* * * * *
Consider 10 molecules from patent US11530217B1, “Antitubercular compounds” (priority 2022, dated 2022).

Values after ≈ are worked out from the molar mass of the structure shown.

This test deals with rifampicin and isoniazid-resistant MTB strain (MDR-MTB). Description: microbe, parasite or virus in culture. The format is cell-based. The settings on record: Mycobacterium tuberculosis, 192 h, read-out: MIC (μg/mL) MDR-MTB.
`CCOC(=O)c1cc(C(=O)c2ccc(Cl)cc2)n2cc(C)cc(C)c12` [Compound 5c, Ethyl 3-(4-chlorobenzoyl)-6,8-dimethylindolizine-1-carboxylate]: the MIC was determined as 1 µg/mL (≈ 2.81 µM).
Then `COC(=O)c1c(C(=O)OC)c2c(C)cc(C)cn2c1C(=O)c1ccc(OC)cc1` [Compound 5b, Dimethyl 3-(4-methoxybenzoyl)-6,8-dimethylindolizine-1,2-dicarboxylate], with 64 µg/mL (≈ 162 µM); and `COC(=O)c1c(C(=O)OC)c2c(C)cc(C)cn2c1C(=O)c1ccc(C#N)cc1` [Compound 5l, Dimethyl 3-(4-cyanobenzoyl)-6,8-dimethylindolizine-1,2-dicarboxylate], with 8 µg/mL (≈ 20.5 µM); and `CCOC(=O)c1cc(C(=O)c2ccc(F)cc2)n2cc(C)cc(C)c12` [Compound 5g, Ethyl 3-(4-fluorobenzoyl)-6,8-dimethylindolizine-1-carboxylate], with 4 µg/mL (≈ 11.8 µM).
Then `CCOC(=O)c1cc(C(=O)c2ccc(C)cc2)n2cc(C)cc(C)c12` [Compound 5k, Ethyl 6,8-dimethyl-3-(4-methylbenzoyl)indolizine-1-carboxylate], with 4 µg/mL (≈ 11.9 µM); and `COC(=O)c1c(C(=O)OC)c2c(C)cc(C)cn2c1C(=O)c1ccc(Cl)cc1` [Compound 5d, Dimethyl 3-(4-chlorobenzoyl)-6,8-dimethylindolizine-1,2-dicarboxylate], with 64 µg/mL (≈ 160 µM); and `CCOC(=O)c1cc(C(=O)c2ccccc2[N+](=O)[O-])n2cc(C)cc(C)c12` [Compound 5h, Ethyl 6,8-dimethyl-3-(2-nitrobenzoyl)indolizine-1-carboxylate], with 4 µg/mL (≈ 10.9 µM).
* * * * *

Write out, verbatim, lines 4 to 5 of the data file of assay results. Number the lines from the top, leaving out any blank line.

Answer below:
`CCOC(=O)c1cc(C(=O)c2ccc(Cl)cc2)n2cc(C)cc(C)c12` [Compound 5c, Ethyl 3-(4-chlorobenzoyl)-6,8-dimethylindolizine-1-carboxylate]: the MIC was determined as 1 µg/mL (≈ 2.81 µM).
Then `COC(=O)c1c(C(=O)OC)c2c(C)cc(C)cn2c1C(=O)c1ccc(OC)cc1` [Compound 5b, Dimethyl 3-(4-methoxybenzoyl)-6,8-dimethylindolizine-1,2-dicarboxylate], with 64 µg/mL (≈ 162 µM); and `COC(=O)c1c(C(=O)OC)c2c(C)cc(C)cn2c1C(=O)c1ccc(C#N)cc1` [Compound 5l, Dimethyl 3-(4-cyanobenzoyl)-6,8-dimethylindolizine-1,2-dicarboxylate], with 8 µg/mL (≈ 20.5 µM); and `CCOC(=O)c1cc(C(=O)c2ccc(F)cc2)n2cc(C)cc(C)c12` [Compound 5g, Ethyl 3-(4-fluorobenzoyl)-6,8-dimethylindolizine-1-carboxylate], with 4 µg/mL (≈ 11.8 µM).